And Brandes laid into fellow Republican Sen. Travis Hutson over a bill to limit Soil and Water Conservation District Board membership to farm owners or their employees. He told Hutson the bill was so not-ready-for-prime-time that it “wasn’t even ready for t-ball.”
But while he broke ranks and swung toward the left on energy, transportation and education issues, he juked again, supporting Florida’s 15-week abortion ban.
“Sen. Brandes has always been willing to tackle tough or sensitive issues since he has been in the Legislature. He has been called a maverick because he is willing to challenge the norm or seen to go against the grain,” Shawn Foster of Sunrise Consulting said. “I believe he is a thoughtful leader and is willing to dive deep into the issues. Sen. Brandes has been a presence in the Capitol, but I don’t think we have seen the last of him.”
The son of a Vietnam-era Marine, Brandes — himself a veteran of Iraq and an officer with the Army Reserve — has said it instilled him with a clear-cut idea of right and wrong. The strategy has helped him win over moderates, independents and swing voters in a district that largely encompasses the blue St. Petersburg.
Over 11 years in the Legislature (the first two in the House), Brandes’ views have been seen as forward-thinking, especially when it comes to transportation. His micro-mobility bill made electric scooters legal on Florida roads, a law that helps Florida cities, including Tampa, launch e-scooter projects. Brandes also stayed true to defending home rule in his bill, leaving the details of e-scooter programs up to individual cities. And he previously supported bills that helped ride-sharing companies like Uber continue to operate in Florida.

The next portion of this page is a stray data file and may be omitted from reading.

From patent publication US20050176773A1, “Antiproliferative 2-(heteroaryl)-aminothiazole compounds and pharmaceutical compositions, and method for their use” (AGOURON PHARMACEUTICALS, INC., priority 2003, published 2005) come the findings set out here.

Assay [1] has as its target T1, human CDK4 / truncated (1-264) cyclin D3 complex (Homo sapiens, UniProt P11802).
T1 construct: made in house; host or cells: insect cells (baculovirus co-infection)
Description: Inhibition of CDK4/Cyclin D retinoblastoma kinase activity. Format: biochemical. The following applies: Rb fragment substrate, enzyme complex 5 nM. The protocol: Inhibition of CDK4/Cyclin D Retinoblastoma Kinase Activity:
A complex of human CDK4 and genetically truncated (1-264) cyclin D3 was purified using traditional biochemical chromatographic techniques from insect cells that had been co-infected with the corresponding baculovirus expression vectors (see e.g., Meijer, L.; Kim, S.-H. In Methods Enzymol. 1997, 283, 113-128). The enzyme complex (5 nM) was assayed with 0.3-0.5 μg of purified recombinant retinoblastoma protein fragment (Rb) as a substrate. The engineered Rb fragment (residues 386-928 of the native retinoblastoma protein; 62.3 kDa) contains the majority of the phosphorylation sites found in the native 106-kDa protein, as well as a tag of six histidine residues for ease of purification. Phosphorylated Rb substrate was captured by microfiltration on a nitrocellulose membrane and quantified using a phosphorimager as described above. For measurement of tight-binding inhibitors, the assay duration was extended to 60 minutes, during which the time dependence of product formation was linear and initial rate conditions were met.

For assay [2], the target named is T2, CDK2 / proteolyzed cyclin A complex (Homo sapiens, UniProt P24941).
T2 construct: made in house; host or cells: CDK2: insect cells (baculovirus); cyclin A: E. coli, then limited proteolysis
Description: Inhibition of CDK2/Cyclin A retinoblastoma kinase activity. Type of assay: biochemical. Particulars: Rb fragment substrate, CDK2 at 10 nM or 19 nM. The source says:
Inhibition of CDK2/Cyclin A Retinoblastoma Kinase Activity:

In another recent win, Brandes sponsored the Dignity for Incarcerated Women Act, part of criminal justice reforms celebrated by civil rights groups for giving women inmates mandatory access to certain health care products like sanitary napkins and tampons.
“Throughout his 11 years in the Florida Legislature, Sen. Brandes has always sought out innovative solutions and taken a forward-thinking approach,” RSA Consulting’s Natalie King said. “He has been a champion for criminal justice reform, autonomous vehicles and expanding access to health care, and his passion and tenacity for these issues has earned the respect of his constituents and certainly made its mark on the Florida Senate.”